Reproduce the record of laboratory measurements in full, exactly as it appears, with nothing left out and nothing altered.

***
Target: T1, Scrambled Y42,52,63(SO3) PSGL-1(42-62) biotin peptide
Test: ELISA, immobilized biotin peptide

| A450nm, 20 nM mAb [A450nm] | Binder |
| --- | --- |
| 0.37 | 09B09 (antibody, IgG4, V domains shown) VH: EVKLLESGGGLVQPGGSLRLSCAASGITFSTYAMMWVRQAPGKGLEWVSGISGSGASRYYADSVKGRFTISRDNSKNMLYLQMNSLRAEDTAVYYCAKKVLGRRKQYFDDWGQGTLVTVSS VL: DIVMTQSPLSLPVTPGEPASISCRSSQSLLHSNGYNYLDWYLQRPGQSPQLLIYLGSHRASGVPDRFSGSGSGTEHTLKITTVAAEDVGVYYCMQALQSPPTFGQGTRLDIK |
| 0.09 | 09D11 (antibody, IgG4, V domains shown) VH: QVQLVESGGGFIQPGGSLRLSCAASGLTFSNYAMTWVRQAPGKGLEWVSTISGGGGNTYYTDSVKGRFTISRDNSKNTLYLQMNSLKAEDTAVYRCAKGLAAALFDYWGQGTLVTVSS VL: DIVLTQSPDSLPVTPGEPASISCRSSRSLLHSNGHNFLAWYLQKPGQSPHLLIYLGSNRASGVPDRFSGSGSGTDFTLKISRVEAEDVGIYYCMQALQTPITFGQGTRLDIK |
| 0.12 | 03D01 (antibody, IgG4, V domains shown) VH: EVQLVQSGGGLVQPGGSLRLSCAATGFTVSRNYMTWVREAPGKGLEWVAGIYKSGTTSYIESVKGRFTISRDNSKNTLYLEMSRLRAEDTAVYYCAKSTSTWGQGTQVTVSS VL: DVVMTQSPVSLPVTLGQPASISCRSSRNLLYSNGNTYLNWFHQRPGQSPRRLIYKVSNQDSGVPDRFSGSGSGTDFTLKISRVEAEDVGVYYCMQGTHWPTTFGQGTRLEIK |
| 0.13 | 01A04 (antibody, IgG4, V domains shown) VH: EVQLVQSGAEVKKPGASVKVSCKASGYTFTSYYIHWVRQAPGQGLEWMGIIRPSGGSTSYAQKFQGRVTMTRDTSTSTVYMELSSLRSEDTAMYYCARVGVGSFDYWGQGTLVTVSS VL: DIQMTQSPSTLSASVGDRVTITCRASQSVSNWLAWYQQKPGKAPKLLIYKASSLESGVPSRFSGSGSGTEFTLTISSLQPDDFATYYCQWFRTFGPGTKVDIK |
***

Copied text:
Target: T1, Scrambled Y42,52,63(SO3) PSGL-1(42-62) biotin peptide
Test: ELISA, immobilized biotin peptide

| A450nm, 20 nM mAb [A450nm] | Binder |
| --- | --- |
| 0.37 | 09B09 (antibody, IgG4, V domains shown) VH: EVKLLESGGGLVQPGGSLRLSCAASGITFSTYAMMWVRQAPGKGLEWVSGISGSGASRYYADSVKGRFTISRDNSKNMLYLQMNSLRAEDTAVYYCAKKVLGRRKQYFDDWGQGTLVTVSS VL: DIVMTQSPLSLPVTPGEPASISCRSSQSLLHSNGYNYLDWYLQRPGQSPQLLIYLGSHRASGVPDRFSGSGSGTEHTLKITTVAAEDVGVYYCMQALQSPPTFGQGTRLDIK |
| 0.09 | 09D11 (antibody, IgG4, V domains shown) VH: QVQLVESGGGFIQPGGSLRLSCAASGLTFSNYAMTWVRQAPGKGLEWVSTISGGGGNTYYTDSVKGRFTISRDNSKNTLYLQMNSLKAEDTAVYRCAKGLAAALFDYWGQGTLVTVSS VL: DIVLTQSPDSLPVTPGEPASISCRSSRSLLHSNGHNFLAWYLQKPGQSPHLLIYLGSNRASGVPDRFSGSGSGTDFTLKISRVEAEDVGIYYCMQALQTPITFGQGTRLDIK |
| 0.12 | 03D01 (antibody, IgG4, V domains shown) VH: EVQLVQSGGGLVQPGGSLRLSCAATGFTVSRNYMTWVREAPGKGLEWVAGIYKSGTTSYIESVKGRFTISRDNSKNTLYLEMSRLRAEDTAVYYCAKSTSTWGQGTQVTVSS VL: DVVMTQSPVSLPVTLGQPASISCRSSRNLLYSNGNTYLNWFHQRPGQSPRRLIYKVSNQDSGVPDRFSGSGSGTDFTLKISRVEAEDVGVYYCMQGTHWPTTFGQGTRLEIK |
| 0.13 | 01A04 (antibody, IgG4, V domains shown) VH: EVQLVQSGAEVKKPGASVKVSCKASGYTFTSYYIHWVRQAPGQGLEWMGIIRPSGGSTSYAQKFQGRVTMTRDTSTSTVYMELSSLRSEDTAMYYCARVGVGSFDYWGQGTLVTVSS VL: DIQMTQSPSTLSASVGDRVTITCRASQSVSNWLAWYQQKPGKAPKLLIYKASSLESGVPSRFSGSGSGTEFTLTISSLQPDDFATYYCQWFRTFGPGTKVDIK |